You know, maybe we really only need a couple of mayoral debates after all.
I say this after attending a forum held last night at the Rivers Club by the African American Chamber of Commerce. Not that the debate, moderated by Pittsburgh Courier publisher Rod Doss, was a bad one. It's just the candidates have already reached that state of political equilibrium in which each candidate tells you what his rival is going to say before his rival says it. ("My opponent is going to complain that I should have handled this differently, but ...") Things sort of take on a ritualized quality, like a shadow-play.
Still, there were some lively moments. Mayor luke Ravenstahl opined that the city's law requiring residents to report lost or stolen handguns was not enforceable. Which raises familiar questions about how the city is going to enforce it. Conversely, challenger Carmen Robinson is sounding more and more like the NRA candidate in the race, to the point of unloading the hoary old "guns don't kill people ..." line on the crowd.
The debate was also notable for a couple of exchanges where Robinson and city councilor Patrick Dowd tag-teamed the mayor, especially on the question of ethics. I've uploaded some (edited) video of one of these exchanges here. It begins with Robinson faulting Ravenstahl for not listening to his solicitor more often. Strange: I thought the complaint was that the city solicitor only told Ravenstahl what he wanted to hear.
I have to say that I was impressed by Ravenstahl's ability to sit there and take it, and to stay focused on the message. It demonstrates a maturity his critics say he lacks. And Ravenstahl's main line of counterattack here -- Pittsburghers deserve a race focused on issues, not personal attacks -- is OK as far as it goes.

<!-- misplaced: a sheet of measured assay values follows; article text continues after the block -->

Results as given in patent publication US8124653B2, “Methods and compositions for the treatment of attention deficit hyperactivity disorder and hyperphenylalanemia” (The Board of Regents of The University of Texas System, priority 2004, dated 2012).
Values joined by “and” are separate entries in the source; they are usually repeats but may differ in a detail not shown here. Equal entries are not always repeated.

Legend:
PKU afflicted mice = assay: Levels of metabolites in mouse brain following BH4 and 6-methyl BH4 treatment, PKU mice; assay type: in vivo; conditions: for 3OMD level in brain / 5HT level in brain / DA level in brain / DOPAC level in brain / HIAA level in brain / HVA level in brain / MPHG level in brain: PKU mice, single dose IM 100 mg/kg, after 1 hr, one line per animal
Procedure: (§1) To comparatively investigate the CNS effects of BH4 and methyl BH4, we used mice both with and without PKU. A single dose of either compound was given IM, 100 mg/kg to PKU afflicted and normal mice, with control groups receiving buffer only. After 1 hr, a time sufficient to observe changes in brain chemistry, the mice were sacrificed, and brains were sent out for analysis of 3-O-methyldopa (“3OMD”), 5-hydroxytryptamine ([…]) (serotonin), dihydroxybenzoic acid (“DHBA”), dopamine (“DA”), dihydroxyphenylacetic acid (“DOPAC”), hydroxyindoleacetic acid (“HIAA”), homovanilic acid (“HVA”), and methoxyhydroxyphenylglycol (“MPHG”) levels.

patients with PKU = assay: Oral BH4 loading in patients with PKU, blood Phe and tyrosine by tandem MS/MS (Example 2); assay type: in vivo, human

Still, as Dowd rightly notes, an incumbent's record is an issue. So when Ravenstahl is given a chance to respond directly to those allegations -- as Doss gave him last night -- he needs a better response than "I don't even know where I'd begin."
I mean, let's imagine a slightly different context ...
Judge: Mr. Berkowitz, you are accused of being the "Son of Sam," of fatally shooting six people and wounding seven others. You have variously claimed to be a member of a Satanic cult, and to be taking orders from a talking dog. You are further accused of numerous acts of arson, setting potentially dangerous fires throughout New York City.
Mr. Berkowitz, how do you plead?
David R. Berkowitz: Your Honor, I don't even know where I'd begin.
For Ravenstahl's opponents, though, there's a bigger problem, which undermines any debating points they might have scored. There were fewer than 50 people in the room watching this debate -- and many of those were candidates for other offices. Obviously, there's a reason why the mayor has been so cautious about participating in more big debates ... or even debates cosponsored by your lowly old City Paper.
I'll try to post more video sometime in the days ahead, but the Indefatigable Bram was also there with one of those little flip-camera jobbers, and he may beat me to it.